Thursday, May 18, 2006

Join me!

How do you describe a place that is at the cusp of beauty and battle. It exudes oodles of charm and yet occassional booms scare the daylights out of you. Fish still swim in its tranquil waters. It brags the purest of airs. Yet a storm is always ready to form. Luckily, I live in a more affluent part of the paradise. We have occassional parakeets as guests, chirping at the top of their voices on pleasant spring mornings. Butterflies in a myriad hues waltz in my small garden. The roses cling tightly to our three-storey home, where only two people live. A lot of sparrows, a few white rabbits and old pictures also live in my home.

I am away from Kashmir, both in distance and time. I miss the sound of rain on my pane, the snow flakes, the radiant sun-downs, the cricketing days with old pals. I work, read, write, reflect and play cross-words these days. When I was a kid, mom would ask me to do sums, read poems aloud, eat my breakfast with a chartreuse-top table-spoon -- often to my great annoyance -- before I could go out and make my own snow-man. How time flies? Mom. I see her in childhood-type dreams and she still asks me to eat and read aloud. Ofcourse I don't obey her now. I don't eat much and instead of reading aloud, I prefer writing poems. For a dream of another kind. I've an electronic juicer in my kitchenette to make my breakfast, which I hardly care to touch. The green-headed tablespoon is still locked away in a tiny corner -- in my bedroom -- in Kashmir.

It used to be so much fun to go to the city suburbs. See the villagers take their flock to graze. Driving past the stunning lakes. I guess evenings in the Dal lake still rock. No amount of mall-lights in our big cities or the plunging necklines in the parties we go to can compare to the balmy evening breeze. The morning sparkle stretching acoss the Pungam lake or the old-world lighting by Srinagar Boulevard. Barbeque in the canoe. Ducks gliding by. A tender sky watching you over.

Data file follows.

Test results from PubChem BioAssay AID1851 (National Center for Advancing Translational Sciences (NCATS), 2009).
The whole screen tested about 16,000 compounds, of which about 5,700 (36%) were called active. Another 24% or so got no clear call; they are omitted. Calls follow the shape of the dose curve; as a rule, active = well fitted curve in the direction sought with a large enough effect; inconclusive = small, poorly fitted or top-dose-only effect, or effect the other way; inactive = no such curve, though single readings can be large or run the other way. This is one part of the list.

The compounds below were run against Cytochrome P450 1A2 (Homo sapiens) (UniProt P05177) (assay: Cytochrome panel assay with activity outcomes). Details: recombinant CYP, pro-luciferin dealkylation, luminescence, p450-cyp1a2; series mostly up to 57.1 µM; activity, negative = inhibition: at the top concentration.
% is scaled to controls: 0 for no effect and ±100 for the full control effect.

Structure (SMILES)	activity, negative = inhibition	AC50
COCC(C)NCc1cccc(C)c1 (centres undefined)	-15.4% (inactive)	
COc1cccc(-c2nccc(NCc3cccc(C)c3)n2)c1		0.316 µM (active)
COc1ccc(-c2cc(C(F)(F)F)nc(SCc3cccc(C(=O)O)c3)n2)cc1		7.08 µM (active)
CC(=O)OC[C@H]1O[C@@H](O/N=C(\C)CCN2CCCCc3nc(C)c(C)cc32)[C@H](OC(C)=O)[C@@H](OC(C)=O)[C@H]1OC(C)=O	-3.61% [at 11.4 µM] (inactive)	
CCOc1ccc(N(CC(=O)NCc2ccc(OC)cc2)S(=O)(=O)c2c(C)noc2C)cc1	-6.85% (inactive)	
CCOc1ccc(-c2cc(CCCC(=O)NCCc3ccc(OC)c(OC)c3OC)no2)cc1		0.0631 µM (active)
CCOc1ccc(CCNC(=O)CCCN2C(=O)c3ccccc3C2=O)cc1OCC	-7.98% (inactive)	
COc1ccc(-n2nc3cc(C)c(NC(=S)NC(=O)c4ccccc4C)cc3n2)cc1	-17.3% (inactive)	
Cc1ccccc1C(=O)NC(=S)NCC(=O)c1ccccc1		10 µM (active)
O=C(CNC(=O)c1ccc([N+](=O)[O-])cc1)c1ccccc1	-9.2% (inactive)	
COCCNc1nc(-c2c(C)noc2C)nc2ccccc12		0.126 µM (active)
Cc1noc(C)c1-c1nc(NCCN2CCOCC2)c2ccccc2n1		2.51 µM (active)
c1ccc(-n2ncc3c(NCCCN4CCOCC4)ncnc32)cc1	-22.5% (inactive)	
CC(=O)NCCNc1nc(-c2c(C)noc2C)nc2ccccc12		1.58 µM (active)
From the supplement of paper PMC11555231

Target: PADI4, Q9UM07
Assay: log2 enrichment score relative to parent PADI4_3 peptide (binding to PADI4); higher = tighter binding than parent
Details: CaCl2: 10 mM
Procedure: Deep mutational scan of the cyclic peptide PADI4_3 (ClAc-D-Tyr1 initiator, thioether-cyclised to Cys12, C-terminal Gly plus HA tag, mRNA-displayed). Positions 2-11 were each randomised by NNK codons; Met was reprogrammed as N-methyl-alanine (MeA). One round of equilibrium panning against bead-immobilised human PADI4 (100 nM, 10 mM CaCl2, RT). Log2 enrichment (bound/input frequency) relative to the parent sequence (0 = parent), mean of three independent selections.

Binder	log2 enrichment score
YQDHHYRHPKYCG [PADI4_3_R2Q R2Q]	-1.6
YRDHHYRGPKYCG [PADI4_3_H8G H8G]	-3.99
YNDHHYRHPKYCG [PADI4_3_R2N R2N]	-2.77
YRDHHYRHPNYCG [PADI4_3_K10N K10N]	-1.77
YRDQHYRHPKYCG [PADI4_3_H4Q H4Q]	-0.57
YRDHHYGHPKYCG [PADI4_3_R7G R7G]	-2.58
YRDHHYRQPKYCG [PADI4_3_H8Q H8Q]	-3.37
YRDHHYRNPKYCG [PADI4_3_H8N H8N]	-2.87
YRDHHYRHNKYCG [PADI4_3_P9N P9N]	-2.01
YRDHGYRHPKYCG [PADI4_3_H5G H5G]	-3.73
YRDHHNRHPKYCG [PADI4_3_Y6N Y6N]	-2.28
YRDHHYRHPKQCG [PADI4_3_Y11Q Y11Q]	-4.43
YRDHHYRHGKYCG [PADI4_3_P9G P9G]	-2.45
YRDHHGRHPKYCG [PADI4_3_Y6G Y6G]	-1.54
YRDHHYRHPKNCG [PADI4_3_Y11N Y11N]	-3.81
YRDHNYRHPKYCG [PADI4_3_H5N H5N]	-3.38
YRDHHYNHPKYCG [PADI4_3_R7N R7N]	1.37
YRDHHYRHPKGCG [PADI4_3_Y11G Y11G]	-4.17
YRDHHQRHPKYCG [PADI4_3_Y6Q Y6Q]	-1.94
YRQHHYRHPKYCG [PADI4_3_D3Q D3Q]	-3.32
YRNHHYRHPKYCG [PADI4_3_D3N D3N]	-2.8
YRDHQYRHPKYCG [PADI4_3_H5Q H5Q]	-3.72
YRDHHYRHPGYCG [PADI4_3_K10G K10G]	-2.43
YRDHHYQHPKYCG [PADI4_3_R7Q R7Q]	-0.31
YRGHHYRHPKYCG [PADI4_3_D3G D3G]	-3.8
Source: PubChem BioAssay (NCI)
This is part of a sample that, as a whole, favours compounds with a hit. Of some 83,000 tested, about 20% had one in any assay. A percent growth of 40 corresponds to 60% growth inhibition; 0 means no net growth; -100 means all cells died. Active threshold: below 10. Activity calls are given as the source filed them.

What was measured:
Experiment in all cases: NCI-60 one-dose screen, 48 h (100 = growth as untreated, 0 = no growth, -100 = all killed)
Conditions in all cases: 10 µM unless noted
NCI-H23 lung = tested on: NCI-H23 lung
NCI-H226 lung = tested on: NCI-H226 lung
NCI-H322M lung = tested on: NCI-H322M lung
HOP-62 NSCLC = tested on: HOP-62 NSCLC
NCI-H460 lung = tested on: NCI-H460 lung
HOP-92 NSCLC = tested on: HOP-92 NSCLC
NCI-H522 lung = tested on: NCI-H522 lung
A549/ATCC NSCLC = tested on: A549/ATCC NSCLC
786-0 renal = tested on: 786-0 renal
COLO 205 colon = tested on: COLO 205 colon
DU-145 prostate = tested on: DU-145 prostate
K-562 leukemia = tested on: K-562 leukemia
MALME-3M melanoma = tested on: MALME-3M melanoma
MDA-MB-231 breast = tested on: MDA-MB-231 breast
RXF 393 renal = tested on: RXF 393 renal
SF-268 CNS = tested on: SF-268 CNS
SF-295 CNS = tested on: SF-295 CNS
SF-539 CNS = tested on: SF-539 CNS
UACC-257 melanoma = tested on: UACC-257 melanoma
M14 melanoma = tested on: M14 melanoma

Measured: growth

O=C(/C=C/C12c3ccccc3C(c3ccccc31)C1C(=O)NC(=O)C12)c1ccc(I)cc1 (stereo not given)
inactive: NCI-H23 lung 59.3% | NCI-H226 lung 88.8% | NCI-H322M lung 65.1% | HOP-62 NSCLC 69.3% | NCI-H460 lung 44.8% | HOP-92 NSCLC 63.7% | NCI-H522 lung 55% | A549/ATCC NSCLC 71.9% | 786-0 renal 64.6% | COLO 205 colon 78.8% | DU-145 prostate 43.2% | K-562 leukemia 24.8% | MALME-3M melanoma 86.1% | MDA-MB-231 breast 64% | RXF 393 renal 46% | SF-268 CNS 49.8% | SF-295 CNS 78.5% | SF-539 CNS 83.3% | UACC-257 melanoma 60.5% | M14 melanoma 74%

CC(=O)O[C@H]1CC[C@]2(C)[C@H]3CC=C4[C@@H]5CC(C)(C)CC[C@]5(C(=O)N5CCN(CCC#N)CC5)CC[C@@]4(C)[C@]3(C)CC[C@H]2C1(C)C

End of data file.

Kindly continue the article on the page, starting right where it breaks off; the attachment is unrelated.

What are you thinking about? Camp-fires, hi-altitude fishing, heaven! Join me for the Kashmir vacation, will you?



Anjali said...

Take me with you. I will pack my bags on drop of a hat. Kashmir, YUM.


Mohit Aggarwal said...

Hey thats a beautiful portrayal. I am floored. This is also a very distinct way of saying something.


Simran, 37, Mumbai said...

Kashmir remains one of the few places in India, which retains the old-world charm we associate with romance.

Hari Tusso, Pannun Kashmir said...

You are so good at almost effortlessly being honest. your mom must be proud to have a bright kid like you.

Emma said...

You said, you don't listen to your mom anymore. That is bad. How can a sweet guy like you not listen to his mom.

Samir Bhat said...


Thats cos' my mom is no more. Though I still love her and she often comes in my dreamz and talks to me.


tim, Des Moines, Lowa said...

You shrink the spaces between us. I can relate to you as if you right next to my home, which incidentally aslo saw the first rose-bushes cling onto out door recently.

Brilliant, boy.


Mike, Boston said...

The pictures are stunning. Kashmir, well, looks like a small heaven.


Samir Bhat said...

I axed my name off Wikipedia. I guess it only leads to unnecc traffic and tasteless comments on ur blog.


Anonymous said...

KD Said

These picturs are tuching to heart, really kashmir is the Heaven in the earth. Thanx for showing beautifull picturs